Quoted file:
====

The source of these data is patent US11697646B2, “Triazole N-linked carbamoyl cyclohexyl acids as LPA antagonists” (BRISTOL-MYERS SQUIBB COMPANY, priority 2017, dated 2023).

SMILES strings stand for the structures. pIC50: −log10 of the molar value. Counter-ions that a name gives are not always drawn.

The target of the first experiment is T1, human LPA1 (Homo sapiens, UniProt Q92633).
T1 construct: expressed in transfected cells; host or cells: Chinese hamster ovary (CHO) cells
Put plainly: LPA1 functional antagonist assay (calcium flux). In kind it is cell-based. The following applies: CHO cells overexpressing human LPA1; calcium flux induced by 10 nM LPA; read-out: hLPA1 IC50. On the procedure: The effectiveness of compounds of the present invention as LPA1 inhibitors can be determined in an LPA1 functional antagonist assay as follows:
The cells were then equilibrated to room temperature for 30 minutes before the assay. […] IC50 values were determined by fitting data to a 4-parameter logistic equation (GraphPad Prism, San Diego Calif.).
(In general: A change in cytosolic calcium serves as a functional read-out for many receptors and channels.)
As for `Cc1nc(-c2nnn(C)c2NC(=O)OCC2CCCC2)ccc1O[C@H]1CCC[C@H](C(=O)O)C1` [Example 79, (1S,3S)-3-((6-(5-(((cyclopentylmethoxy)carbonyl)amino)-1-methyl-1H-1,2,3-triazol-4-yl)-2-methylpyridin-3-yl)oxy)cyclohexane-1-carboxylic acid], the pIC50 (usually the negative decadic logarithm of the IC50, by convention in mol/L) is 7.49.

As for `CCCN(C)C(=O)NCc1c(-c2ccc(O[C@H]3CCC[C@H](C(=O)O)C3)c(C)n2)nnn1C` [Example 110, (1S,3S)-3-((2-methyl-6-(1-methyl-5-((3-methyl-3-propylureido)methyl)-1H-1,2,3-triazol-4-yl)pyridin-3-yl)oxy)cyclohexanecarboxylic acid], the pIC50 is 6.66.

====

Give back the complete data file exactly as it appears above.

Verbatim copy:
The source of these data is patent US11697646B2, “Triazole N-linked carbamoyl cyclohexyl acids as LPA antagonists” (BRISTOL-MYERS SQUIBB COMPANY, priority 2017, dated 2023).

SMILES strings stand for the structures. pIC50: −log10 of the molar value. Counter-ions that a name gives are not always drawn.

The target of the first experiment is T1, human LPA1 (Homo sapiens, UniProt Q92633).
T1 construct: expressed in transfected cells; host or cells: Chinese hamster ovary (CHO) cells
Put plainly: LPA1 functional antagonist assay (calcium flux). In kind it is cell-based. The following applies: CHO cells overexpressing human LPA1; calcium flux induced by 10 nM LPA; read-out: hLPA1 IC50. On the procedure: The effectiveness of compounds of the present invention as LPA1 inhibitors can be determined in an LPA1 functional antagonist assay as follows:
The cells were then equilibrated to room temperature for 30 minutes before the assay. […] IC50 values were determined by fitting data to a 4-parameter logistic equation (GraphPad Prism, San Diego Calif.).
(In general: A change in cytosolic calcium serves as a functional read-out for many receptors and channels.)
As for `Cc1nc(-c2nnn(C)c2NC(=O)OCC2CCCC2)ccc1O[C@H]1CCC[C@H](C(=O)O)C1` [Example 79, (1S,3S)-3-((6-(5-(((cyclopentylmethoxy)carbonyl)amino)-1-methyl-1H-1,2,3-triazol-4-yl)-2-methylpyridin-3-yl)oxy)cyclohexane-1-carboxylic acid], the pIC50 (usually the negative decadic logarithm of the IC50, by convention in mol/L) is 7.49.

As for `CCCN(C)C(=O)NCc1c(-c2ccc(O[C@H]3CCC[C@H](C(=O)O)C3)c(C)n2)nnn1C` [Example 110, (1S,3S)-3-((2-methyl-6-(1-methyl-5-((3-methyl-3-propylureido)methyl)-1H-1,2,3-triazol-4-yl)pyridin-3-yl)oxy)cyclohexanecarboxylic acid], the pIC50 is 6.66.